Keywords: Dividend Taxation; Occasionally-Binding Borrowing Constraints; Investment; Business Cycles.; borrowing position; tax relief; dividend distribution; dividend tax rate; dividend tax adjustment; tax environment; benchmark system; dividend tax shock; dividend tax cut; tax adjustment; dividend tax system; Dividend tax; Credit; Corporate income tax; Collateral; Stocks
    Date: 2022–07–01
  3. By: Paul Carrillo; Dave Donaldson; Dina Pomeranz; Monica Singhal
    Abstract: An important but poorly understood form of firm tax evasion arises from the use of "ghost firms"—fake firms that issue fraudulent receipts so that their clients can claim false deductions. We provide a unique window into this global phenomenon using transaction-level tax data from Ecuador. Ghost transactions are widespread, prevalent among large firms and firms with high-income owners, and exhibit suspicious patterns in comparison to ordinary transactions: bunching at round numbers, at the end of the fiscal year, and just below financial system thresholds. We go on to study an innovative enforcement intervention that targeted ghost clients rather than ghosts themselves, which led to substantial tax recovery.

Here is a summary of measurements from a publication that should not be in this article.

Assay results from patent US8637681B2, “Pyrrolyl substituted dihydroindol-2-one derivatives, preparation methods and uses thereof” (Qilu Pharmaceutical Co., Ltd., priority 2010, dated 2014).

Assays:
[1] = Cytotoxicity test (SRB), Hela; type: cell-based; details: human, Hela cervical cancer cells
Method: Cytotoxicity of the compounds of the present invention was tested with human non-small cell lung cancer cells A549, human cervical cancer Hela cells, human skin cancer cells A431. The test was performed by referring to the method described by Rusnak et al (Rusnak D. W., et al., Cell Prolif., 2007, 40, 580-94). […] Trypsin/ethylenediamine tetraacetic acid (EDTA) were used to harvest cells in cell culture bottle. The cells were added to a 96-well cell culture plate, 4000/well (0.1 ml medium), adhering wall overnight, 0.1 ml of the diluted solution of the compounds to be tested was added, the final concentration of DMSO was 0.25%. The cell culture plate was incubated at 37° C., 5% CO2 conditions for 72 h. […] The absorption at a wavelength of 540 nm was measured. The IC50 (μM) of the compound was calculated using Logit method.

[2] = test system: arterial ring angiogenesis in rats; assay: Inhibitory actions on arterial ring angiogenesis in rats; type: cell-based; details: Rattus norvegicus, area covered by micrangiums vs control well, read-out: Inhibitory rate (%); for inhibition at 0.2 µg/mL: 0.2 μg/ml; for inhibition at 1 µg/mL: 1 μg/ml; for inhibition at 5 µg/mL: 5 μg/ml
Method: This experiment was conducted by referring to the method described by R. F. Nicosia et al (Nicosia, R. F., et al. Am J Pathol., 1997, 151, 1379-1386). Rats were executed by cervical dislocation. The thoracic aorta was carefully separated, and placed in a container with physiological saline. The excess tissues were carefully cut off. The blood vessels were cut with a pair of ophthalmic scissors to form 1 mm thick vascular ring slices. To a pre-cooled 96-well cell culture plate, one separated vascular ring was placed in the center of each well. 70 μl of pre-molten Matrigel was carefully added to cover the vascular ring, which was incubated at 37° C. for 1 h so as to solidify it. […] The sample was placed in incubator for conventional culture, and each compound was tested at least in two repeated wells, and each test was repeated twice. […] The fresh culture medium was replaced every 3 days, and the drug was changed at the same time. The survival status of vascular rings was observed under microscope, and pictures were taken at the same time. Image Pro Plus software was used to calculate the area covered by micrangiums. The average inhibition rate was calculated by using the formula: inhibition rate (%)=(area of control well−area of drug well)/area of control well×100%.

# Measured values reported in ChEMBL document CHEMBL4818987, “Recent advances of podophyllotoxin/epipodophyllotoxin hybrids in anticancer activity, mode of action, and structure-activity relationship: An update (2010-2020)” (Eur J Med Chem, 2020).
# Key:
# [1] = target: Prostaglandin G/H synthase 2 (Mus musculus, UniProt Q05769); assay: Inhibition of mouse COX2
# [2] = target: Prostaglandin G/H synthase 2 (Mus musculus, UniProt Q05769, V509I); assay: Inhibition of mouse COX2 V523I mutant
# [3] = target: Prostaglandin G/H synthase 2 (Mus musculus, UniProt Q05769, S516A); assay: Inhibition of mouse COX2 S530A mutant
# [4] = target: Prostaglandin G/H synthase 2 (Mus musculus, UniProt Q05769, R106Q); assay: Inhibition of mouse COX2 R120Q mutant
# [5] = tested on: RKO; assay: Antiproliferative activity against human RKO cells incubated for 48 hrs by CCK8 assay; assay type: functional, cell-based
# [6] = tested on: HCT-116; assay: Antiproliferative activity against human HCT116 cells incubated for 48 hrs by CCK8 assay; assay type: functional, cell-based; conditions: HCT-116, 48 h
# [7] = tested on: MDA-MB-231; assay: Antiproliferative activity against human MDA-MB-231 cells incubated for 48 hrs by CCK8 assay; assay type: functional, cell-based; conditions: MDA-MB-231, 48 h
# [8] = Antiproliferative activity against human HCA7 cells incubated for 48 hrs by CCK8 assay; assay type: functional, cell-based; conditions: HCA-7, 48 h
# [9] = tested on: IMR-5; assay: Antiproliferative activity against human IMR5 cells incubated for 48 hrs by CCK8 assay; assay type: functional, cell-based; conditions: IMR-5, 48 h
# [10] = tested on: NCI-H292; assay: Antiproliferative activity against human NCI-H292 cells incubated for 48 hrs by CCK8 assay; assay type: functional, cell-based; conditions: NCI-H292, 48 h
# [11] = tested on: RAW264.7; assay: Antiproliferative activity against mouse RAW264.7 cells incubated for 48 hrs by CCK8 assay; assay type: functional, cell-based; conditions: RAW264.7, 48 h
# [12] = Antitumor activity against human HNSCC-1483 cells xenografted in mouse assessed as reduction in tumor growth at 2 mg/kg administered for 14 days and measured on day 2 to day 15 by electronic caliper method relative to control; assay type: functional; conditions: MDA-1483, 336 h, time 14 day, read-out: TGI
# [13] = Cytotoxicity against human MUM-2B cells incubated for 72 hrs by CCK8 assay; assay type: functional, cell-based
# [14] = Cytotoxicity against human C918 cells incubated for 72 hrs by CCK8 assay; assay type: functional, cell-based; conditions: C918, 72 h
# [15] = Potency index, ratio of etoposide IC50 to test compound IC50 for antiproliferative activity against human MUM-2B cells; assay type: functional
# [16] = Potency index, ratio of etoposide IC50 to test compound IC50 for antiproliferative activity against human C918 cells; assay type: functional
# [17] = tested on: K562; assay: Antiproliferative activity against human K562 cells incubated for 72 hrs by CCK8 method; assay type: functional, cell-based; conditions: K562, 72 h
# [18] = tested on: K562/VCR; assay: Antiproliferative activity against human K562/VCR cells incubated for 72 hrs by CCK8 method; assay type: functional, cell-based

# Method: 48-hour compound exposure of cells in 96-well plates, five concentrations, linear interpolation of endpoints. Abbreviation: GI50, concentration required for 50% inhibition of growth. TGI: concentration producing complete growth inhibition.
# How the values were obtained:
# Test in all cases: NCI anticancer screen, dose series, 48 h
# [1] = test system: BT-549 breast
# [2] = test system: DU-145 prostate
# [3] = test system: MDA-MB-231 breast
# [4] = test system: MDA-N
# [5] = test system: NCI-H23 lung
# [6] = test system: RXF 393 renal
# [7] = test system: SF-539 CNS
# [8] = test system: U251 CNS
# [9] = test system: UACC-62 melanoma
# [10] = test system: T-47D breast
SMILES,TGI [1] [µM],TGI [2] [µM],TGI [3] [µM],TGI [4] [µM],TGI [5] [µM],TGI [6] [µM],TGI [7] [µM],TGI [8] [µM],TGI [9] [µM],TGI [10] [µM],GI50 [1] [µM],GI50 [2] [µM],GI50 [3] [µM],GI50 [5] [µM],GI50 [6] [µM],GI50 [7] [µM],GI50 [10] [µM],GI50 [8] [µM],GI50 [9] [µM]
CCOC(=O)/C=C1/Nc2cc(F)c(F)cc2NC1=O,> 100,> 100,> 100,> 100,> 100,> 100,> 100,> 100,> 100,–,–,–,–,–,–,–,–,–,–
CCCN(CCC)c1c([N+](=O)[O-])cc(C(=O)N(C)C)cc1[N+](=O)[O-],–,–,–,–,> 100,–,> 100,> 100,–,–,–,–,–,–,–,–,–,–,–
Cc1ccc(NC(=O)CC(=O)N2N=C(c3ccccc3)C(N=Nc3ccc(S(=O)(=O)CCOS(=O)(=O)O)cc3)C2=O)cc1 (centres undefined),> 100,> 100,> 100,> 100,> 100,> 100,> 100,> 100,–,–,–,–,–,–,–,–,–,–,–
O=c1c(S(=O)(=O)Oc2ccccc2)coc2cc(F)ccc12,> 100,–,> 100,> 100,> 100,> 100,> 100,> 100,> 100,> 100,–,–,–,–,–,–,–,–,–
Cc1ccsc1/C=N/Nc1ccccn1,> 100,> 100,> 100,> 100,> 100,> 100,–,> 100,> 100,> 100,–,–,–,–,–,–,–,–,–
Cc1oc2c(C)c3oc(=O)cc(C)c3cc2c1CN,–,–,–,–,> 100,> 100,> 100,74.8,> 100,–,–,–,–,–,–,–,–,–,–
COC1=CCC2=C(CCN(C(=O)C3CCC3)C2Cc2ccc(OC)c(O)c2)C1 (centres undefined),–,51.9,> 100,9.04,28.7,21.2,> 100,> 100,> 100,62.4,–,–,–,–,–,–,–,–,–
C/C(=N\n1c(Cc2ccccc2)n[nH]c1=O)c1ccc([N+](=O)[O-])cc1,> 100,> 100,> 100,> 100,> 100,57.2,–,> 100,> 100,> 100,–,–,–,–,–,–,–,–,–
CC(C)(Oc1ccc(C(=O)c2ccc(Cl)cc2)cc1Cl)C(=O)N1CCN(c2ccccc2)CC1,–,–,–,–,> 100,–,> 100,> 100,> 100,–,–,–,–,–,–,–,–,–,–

JEL: H25 H26 H32
    Date: 2022–07
  4. By: Michael Christl (European Commission - JRC); Silvia De Poli (European Commission – JRC); Viginta Ivaskaite-Tamosiune (European Commission – JRC)
    Abstract: In this paper, we use EUROMOD, the tax-benefit microsimulation model of the European Union, to investigate the impact of marriage-related tax-benefit instruments on the labour supply of married couples. For each married partner, we estimate their individual marginal effective tax rate and net replacement rate before and after marriage. We show that the marriage bonus, which is economically significant in eight European countries, decreases the work incentives for women and, particularly, on the intensive margin. In contrast, the incentives on the intensive margin increase for men once they are married, pointing to the marriage-biased and gender-biased tax-benefit structures in the analysed countries. Our results suggest that marriage bonuses contribute to a lock-in effect, where second earners, typically women, are incentivised to work less, with negative economic consequences.
    Keywords: marriage, cohabitation, marriage bonus, work incentives, gender, tax-benefit system, labour supply, Europe
    JEL: H31 J12 J22
    Date: 2022–07
  5. By: Kazuhiko Sumiya (Research Institute of Economy, Trade and Industry, RIETI); Jesper Bagger (Royal Holloway London)